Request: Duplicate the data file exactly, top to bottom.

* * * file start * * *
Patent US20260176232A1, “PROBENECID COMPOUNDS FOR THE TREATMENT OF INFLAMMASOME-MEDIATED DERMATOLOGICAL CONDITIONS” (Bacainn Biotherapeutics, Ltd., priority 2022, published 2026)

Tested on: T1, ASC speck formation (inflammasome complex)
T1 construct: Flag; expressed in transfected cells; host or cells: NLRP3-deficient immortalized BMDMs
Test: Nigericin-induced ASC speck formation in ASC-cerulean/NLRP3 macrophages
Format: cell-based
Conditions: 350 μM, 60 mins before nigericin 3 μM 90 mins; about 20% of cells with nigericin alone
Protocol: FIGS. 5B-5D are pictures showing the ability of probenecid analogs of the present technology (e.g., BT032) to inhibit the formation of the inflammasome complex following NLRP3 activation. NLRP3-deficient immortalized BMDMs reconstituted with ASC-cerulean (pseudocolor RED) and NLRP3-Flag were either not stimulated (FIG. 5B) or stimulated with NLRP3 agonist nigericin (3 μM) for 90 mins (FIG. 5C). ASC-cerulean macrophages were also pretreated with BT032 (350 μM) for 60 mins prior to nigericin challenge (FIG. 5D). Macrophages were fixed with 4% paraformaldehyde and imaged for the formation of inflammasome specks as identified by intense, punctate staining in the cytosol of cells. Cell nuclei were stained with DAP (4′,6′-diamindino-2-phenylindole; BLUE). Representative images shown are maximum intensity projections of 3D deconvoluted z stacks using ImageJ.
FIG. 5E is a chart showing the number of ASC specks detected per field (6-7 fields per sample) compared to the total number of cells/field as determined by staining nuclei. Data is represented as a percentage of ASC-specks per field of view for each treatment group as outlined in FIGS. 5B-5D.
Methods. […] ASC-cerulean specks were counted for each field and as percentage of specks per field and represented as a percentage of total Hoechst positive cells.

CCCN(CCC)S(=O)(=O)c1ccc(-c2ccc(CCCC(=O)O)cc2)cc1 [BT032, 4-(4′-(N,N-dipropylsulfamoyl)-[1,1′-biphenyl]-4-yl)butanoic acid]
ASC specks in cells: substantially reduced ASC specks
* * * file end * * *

Patent US20260176232A1, “PROBENECID COMPOUNDS FOR THE TREATMENT OF INFLAMMASOME-MEDIATED DERMATOLOGICAL CONDITIONS” (Bacainn Biotherapeutics, Ltd., priority 2022, published 2026)

Tested on: T1, ASC speck formation (inflammasome complex)
T1 construct: Flag; expressed in transfected cells; host or cells: NLRP3-deficient immortalized BMDMs
Test: Nigericin-induced ASC speck formation in ASC-cerulean/NLRP3 macrophages
Format: cell-based
Conditions: 350 μM, 60 mins before nigericin 3 μM 90 mins; about 20% of cells with nigericin alone
Protocol: FIGS. 5B-5D are pictures showing the ability of probenecid analogs of the present technology (e.g., BT032) to inhibit the formation of the inflammasome complex following NLRP3 activation. NLRP3-deficient immortalized BMDMs reconstituted with ASC-cerulean (pseudocolor RED) and NLRP3-Flag were either not stimulated (FIG. 5B) or stimulated with NLRP3 agonist nigericin (3 μM) for 90 mins (FIG. 5C). ASC-cerulean macrophages were also pretreated with BT032 (350 μM) for 60 mins prior to nigericin challenge (FIG. 5D). Macrophages were fixed with 4% paraformaldehyde and imaged for the formation of inflammasome specks as identified by intense, punctate staining in the cytosol of cells. Cell nuclei were stained with DAP (4′,6′-diamindino-2-phenylindole; BLUE). Representative images shown are maximum intensity projections of 3D deconvoluted z stacks using ImageJ.
FIG. 5E is a chart showing the number of ASC specks detected per field (6-7 fields per sample) compared to the total number of cells/field as determined by staining nuclei. Data is represented as a percentage of ASC-specks per field of view for each treatment group as outlined in FIGS. 5B-5D.
Methods. […] ASC-cerulean specks were counted for each field and as percentage of specks per field and represented as a percentage of total Hoechst positive cells.

CCCN(CCC)S(=O)(=O)c1ccc(-c2ccc(CCCC(=O)O)cc2)cc1 [BT032, 4-(4′-(N,N-dipropylsulfamoyl)-[1,1′-biphenyl]-4-yl)butanoic acid]
ASC specks in cells: substantially reduced ASC specks